It is such a versatile tool that there is almost nothing better for prototyping than laser cutting. Ability to cut plastic, wood, metal, fabric, paper and many other material it makes itself one of the most useful tools for prototyping. We played with some plastic to make prototype for a glasses company.
This was an interesting project where we combined both laser cutting and bending acrylic.
Recently, WE LASERS has been given a task to design and complete a few interior spots for Columbus Idea Foundry - the largest co-working space in The Midwest. We've decided to start with the most exciting spot - a phone booth. A space where you can escape into a completely environment different. The Idea for the themed design popped up almost immediately. We started thinking what was the most prominent and versatile way to pass information in the industrial era or even mow. What boosted communication between people and continents and made technological progress almost inevitable. Morse Code ladies and gentlemen. Here's some sketches and tests we laser cut for this exciting project.
In this project we were to laser cut regular 12X12 in 4 mm corrugated cardboard boxes into irregular ones. Our client-artist was inspired by chalk marks measuring time. Another proof of versatility of lasers and laser cutting technology.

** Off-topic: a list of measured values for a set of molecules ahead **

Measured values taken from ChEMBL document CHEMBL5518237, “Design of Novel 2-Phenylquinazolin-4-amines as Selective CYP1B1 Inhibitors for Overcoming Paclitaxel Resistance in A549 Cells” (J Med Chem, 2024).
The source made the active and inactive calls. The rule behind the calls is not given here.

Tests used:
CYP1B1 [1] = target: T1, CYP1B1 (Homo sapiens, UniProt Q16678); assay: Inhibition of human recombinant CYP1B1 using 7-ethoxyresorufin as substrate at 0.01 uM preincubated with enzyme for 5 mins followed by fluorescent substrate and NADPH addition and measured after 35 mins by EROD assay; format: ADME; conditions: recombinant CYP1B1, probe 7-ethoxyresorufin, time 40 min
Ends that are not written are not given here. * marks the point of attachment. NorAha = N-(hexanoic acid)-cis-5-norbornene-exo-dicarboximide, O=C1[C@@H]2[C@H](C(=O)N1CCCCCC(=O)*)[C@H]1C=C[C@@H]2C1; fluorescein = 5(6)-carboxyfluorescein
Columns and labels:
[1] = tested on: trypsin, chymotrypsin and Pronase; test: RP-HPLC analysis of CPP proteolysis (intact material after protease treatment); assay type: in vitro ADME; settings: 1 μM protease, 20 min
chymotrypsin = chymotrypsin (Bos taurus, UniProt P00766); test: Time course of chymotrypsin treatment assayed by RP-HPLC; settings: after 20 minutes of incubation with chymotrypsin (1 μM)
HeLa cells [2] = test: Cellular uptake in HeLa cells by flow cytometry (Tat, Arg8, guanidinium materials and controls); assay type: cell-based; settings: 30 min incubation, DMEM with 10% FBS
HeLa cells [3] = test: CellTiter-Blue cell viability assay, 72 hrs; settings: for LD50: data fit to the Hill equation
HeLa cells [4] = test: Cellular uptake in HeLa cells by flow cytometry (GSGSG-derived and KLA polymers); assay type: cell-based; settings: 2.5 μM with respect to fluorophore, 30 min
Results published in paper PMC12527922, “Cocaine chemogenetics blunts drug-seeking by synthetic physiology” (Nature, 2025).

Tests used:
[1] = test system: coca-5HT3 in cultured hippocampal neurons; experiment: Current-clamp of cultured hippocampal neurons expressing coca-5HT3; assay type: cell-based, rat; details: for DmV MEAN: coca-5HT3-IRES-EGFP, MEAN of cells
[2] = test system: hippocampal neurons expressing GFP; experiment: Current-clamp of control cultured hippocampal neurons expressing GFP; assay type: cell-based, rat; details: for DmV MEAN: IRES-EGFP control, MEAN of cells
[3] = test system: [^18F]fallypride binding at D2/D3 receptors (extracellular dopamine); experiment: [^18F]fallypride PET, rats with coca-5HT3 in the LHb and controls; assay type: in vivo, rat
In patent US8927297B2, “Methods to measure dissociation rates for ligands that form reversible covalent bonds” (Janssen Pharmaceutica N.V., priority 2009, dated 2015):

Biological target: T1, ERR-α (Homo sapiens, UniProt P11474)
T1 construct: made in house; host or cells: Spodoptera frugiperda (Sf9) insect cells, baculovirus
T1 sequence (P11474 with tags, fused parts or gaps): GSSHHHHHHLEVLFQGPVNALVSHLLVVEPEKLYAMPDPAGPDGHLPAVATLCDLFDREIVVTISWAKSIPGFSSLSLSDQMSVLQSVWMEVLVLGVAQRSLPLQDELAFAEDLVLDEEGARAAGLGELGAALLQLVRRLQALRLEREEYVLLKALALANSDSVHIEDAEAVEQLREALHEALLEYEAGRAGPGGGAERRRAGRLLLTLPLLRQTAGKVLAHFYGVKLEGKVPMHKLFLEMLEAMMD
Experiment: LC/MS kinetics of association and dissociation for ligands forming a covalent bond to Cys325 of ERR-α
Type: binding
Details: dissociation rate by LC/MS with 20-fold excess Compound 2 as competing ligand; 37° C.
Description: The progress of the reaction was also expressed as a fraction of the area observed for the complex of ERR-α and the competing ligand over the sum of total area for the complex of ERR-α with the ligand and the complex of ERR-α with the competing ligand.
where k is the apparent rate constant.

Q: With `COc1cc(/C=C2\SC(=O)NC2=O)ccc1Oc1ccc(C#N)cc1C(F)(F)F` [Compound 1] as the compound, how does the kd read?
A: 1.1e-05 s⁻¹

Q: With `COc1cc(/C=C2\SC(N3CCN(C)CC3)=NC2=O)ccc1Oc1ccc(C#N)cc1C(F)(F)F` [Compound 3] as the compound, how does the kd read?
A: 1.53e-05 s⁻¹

Søren Jensen, Danish consulting engineering company, definitely can do all three. But "THINK" is probably the most important contributor in this project. You can see how "THINK", being taken for the basis, can change your living environment. Is it a sculpture? Is it a new method? Perhaps, both. Laser cut out of recycled polypropylene sheets PolyShell "is the result of a research question which investigates how ultra-thin sheet materials of almost negligible inherent stiffness can be re-formed into structures capable of enclosing large volumes", authors say.
This was one of those projects where we helped our client to design her project. First, we had to make 3D file for a Canon camera with all the details and buttons and windows using an Autodesk software and our designing muscles. Then using the same program sliced the final shape into a set of layers for laser cutting. Autodesk allows you to play with many options, including type and direction of slicing, number of layers and thickness of the material. Simply playing with those few options you can get quite a different result. We went for a simple vertical stack slicing and 4mm corrugated cardboard for this project. All we had to do after is to laser cut it. The result you can see on the picture.